2) Factors that increase Transaction Costs

a) Assembly problems

i) Arise when someone wants to assembly property rights from a large number of owners in order to undertake some project

ii) High transaction costs stem from a large number of contracting parties (Hinman)

iii) People may hold out for exorbitant amounts of money

b) Bilateral Monopoly

i) Occur where there is only one seller and one buyer for a contested resource

ii) Where an owner of property needs something that can be provided by only one other person or entity (Hendricks)

iii) Parties may bargain strategically to try to get an especially favorable deal if they perceive that the other party has no good alternative options

iv) “Bad blood” between parties may make it very difficult to turn a relationship into a cooperative one


1. Courts of Equity

a. Different from the common-law courts

i. Different procedures

ii. Different style of decision making

iii. Different remedies

1. CL: offered only awards of damages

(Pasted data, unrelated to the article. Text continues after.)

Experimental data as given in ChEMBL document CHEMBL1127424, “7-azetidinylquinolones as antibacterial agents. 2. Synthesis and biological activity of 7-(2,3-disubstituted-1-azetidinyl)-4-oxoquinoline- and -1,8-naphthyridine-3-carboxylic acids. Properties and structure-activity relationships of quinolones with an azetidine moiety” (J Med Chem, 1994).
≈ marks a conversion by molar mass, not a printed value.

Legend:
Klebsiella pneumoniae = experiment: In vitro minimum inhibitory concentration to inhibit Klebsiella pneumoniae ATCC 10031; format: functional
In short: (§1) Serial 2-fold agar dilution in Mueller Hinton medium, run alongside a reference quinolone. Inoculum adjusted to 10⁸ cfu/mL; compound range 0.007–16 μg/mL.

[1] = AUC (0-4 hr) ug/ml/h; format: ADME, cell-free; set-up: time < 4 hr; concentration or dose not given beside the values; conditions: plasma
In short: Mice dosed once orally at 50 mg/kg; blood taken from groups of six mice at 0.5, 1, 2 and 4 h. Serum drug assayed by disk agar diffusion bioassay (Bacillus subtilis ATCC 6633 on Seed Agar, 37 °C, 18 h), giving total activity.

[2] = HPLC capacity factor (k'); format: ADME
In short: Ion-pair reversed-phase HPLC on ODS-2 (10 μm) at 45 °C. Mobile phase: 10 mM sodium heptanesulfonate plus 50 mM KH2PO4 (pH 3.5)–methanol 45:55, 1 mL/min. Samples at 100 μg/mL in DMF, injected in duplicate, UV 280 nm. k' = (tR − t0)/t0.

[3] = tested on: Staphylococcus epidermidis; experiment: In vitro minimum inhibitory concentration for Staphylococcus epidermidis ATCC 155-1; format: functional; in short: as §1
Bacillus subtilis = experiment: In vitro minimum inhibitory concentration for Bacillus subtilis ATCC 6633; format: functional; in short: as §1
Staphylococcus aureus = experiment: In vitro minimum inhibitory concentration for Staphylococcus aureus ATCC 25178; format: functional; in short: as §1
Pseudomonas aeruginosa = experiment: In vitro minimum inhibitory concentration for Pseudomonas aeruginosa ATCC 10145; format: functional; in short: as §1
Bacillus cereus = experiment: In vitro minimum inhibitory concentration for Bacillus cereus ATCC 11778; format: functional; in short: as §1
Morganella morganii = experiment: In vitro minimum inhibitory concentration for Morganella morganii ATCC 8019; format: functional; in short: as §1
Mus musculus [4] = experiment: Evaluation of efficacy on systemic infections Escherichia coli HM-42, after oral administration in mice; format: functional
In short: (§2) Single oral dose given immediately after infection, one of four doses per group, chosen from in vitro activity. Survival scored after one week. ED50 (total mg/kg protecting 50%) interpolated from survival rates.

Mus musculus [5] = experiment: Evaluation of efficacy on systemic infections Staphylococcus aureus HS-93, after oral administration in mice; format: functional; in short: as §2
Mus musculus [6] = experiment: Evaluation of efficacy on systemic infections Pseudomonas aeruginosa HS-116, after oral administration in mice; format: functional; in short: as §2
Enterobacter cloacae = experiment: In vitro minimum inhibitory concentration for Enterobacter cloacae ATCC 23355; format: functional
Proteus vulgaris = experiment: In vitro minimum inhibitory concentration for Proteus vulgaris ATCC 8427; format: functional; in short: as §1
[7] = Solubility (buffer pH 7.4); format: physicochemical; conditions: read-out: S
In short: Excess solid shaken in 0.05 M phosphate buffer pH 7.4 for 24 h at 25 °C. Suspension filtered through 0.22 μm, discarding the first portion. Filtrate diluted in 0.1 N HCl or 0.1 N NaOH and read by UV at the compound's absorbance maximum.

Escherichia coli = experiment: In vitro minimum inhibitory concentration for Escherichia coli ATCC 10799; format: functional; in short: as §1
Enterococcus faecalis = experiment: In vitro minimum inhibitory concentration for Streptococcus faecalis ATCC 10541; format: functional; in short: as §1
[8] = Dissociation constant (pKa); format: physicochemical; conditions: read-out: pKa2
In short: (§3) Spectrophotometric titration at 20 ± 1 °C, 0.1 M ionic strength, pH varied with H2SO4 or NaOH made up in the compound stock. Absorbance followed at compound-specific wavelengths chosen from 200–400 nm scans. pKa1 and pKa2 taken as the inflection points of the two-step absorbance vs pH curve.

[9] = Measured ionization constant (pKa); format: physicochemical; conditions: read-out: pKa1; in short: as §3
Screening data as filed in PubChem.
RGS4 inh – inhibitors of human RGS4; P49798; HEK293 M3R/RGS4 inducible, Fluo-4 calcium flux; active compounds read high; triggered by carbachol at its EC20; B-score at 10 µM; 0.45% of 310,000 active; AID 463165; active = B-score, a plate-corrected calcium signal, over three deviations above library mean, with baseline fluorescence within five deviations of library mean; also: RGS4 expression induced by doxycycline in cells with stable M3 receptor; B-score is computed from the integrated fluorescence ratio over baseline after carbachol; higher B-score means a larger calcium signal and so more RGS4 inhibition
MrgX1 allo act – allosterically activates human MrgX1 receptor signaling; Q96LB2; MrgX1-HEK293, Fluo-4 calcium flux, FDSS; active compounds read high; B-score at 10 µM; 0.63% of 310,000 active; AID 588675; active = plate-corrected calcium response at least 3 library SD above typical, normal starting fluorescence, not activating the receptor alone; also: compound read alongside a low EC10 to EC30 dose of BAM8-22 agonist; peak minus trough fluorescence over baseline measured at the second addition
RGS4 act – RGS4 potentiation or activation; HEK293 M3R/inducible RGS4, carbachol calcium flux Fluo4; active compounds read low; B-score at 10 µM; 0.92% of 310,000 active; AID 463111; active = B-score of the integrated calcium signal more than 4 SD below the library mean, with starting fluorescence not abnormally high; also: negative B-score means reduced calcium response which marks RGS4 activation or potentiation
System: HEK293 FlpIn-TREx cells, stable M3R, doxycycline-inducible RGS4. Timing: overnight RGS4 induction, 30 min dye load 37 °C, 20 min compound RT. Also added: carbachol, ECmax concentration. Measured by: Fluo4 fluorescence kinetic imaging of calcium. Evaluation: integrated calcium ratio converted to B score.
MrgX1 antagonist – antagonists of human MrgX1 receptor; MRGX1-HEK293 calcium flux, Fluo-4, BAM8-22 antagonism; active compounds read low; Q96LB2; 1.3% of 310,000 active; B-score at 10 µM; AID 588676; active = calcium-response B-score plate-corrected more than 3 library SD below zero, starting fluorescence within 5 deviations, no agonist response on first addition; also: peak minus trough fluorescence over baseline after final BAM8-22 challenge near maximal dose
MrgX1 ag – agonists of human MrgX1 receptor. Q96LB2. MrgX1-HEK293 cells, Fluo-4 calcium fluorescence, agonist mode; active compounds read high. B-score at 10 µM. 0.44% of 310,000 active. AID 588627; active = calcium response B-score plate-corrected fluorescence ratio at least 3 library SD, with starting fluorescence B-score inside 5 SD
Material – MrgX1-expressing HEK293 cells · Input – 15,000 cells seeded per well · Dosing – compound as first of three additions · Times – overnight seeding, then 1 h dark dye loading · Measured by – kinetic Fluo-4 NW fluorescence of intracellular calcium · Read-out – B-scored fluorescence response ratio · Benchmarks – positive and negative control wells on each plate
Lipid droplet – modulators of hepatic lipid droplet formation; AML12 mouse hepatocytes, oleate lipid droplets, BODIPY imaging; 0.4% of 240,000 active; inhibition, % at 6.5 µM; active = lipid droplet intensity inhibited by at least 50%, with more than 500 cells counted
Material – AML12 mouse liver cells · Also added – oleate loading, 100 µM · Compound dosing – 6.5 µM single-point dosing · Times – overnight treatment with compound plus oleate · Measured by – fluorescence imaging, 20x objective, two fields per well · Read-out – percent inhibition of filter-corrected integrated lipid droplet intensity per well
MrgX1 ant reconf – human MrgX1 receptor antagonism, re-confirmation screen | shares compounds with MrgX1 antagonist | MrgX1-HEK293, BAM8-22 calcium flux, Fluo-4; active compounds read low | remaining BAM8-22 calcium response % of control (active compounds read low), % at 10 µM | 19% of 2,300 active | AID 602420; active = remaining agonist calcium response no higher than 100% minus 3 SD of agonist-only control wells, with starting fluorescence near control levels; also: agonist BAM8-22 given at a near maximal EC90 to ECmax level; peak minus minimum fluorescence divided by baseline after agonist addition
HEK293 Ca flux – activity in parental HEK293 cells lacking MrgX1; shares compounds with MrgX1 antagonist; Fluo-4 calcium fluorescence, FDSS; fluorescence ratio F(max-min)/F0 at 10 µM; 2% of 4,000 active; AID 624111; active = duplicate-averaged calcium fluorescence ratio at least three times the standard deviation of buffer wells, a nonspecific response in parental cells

2. Courts of Equity: issued mandatory decrees directing individuals to perform certain acts

a. These decrees were in personam: personally binding

b. Not judgments of record binding on anyone else

b. In 1848, many states formally abolished the distinction, declaring a “merger” of law and equity

c. Property rights enjoy special protection in a court of equity

i. Specific performance is generally granted to enforce a contract for the sale of real property even though a breach of contract ordinarily results only in an award of damages


1. Equitable Relief and Trespass

a. Generally, equity will not enjoin a mere trespass, with exceptions:

b. Exceptions:

i. If the injury is irreparable

ii. If the injury cannot be fully compensated by awards of damages

iii. If a series of trespasses have been repeated by the same person

iv. If multiple trespasses are being threatened by different persons

2. Advantages of Equitable Relief (Injunctions)

a. Prevents adverse behavior from occurring again

b. Makes trespassers answerable to the court if they trespass again and violate a court order

i. The threat of jail and heavy fines acts as a very strong deterrent

· An owner of a “reputable dog” is not liable for injury or damage caused by the dog’s roaming, but if the owner voluntarily puts his dog in a potentially harmful situation, liability will be found regardless of the owner’s knowledge of the dog’s viciousness

· To be entitled to equitable relief, P must (1) Come into equity with “clean hands” and (2) the remedy at law must be inadequate